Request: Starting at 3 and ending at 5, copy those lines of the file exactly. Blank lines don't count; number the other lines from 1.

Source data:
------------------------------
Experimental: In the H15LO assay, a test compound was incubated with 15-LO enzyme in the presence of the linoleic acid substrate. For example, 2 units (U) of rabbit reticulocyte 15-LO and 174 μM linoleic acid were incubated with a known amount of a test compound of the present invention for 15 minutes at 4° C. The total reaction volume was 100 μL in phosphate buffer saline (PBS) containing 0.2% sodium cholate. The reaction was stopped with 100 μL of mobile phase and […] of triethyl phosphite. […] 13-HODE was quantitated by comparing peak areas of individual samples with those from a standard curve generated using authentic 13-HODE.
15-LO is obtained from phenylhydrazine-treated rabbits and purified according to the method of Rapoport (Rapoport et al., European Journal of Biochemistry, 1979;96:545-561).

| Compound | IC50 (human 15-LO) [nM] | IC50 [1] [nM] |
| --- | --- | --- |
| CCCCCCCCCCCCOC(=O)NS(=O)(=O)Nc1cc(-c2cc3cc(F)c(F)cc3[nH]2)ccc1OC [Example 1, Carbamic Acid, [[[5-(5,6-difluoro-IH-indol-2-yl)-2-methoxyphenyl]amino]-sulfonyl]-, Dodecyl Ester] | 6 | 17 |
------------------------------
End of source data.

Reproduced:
| Compound | IC50 (human 15-LO) [nM] | IC50 [1] [nM] |
| --- | --- | --- |
| CCCCCCCCCCCCOC(=O)NS(=O)(=O)Nc1cc(-c2cc3cc(F)c(F)cc3[nH]2)ccc1OC [Example 1, Carbamic Acid, [[[5-(5,6-difluoro-IH-indol-2-yl)-2-methoxyphenyl]amino]-sulfonyl]-, Dodecyl Ester] | 6 | 17 |